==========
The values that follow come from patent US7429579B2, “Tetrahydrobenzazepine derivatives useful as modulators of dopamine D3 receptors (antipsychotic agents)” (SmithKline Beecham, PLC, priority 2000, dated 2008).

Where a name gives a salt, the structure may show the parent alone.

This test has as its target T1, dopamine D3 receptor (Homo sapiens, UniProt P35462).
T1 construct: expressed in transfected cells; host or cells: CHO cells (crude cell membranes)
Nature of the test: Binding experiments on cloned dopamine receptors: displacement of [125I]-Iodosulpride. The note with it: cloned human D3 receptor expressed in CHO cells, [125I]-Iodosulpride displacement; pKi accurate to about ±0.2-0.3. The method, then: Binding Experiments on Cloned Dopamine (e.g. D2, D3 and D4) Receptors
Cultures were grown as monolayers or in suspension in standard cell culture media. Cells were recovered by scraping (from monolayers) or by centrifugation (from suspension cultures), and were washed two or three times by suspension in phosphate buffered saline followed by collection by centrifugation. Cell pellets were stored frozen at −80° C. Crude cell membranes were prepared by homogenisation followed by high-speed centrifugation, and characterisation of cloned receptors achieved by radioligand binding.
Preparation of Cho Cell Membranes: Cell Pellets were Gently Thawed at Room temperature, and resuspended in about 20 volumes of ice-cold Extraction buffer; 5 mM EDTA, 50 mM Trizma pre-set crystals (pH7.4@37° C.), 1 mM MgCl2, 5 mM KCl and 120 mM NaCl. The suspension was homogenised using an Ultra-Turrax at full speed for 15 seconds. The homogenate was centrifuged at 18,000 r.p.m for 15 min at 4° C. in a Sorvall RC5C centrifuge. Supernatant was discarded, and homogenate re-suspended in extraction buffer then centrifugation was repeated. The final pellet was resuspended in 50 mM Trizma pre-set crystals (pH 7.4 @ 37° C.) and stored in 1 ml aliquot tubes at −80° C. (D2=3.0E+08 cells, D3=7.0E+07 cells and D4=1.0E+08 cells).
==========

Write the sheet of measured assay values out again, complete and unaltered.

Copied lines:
The values that follow come from patent US7429579B2, “Tetrahydrobenzazepine derivatives useful as modulators of dopamine D3 receptors (antipsychotic agents)” (SmithKline Beecham, PLC, priority 2000, dated 2008).

Where a name gives a salt, the structure may show the parent alone.

This test has as its target T1, dopamine D3 receptor (Homo sapiens, UniProt P35462).
T1 construct: expressed in transfected cells; host or cells: CHO cells (crude cell membranes)
Nature of the test: Binding experiments on cloned dopamine receptors: displacement of [125I]-Iodosulpride. The note with it: cloned human D3 receptor expressed in CHO cells, [125I]-Iodosulpride displacement; pKi accurate to about ±0.2-0.3. The method, then: Binding Experiments on Cloned Dopamine (e.g. D2, D3 and D4) Receptors
Cultures were grown as monolayers or in suspension in standard cell culture media. Cells were recovered by scraping (from monolayers) or by centrifugation (from suspension cultures), and were washed two or three times by suspension in phosphate buffered saline followed by collection by centrifugation. Cell pellets were stored frozen at −80° C. Crude cell membranes were prepared by homogenisation followed by high-speed centrifugation, and characterisation of cloned receptors achieved by radioligand binding.
Preparation of Cho Cell Membranes: Cell Pellets were Gently Thawed at Room temperature, and resuspended in about 20 volumes of ice-cold Extraction buffer; 5 mM EDTA, 50 mM Trizma pre-set crystals (pH7.4@37° C.), 1 mM MgCl2, 5 mM KCl and 120 mM NaCl. The suspension was homogenised using an Ultra-Turrax at full speed for 15 seconds. The homogenate was centrifuged at 18,000 r.p.m for 15 min at 4° C. in a Sorvall RC5C centrifuge. Supernatant was discarded, and homogenate re-suspended in extraction buffer then centrifugation was repeated. The final pellet was resuspended in 50 mM Trizma pre-set crystals (pH 7.4 @ 37° C.) and stored in 1 ml aliquot tubes at −80° C. (D2=3.0E+08 cells, D3=7.0E+07 cells and D4=1.0E+08 cells).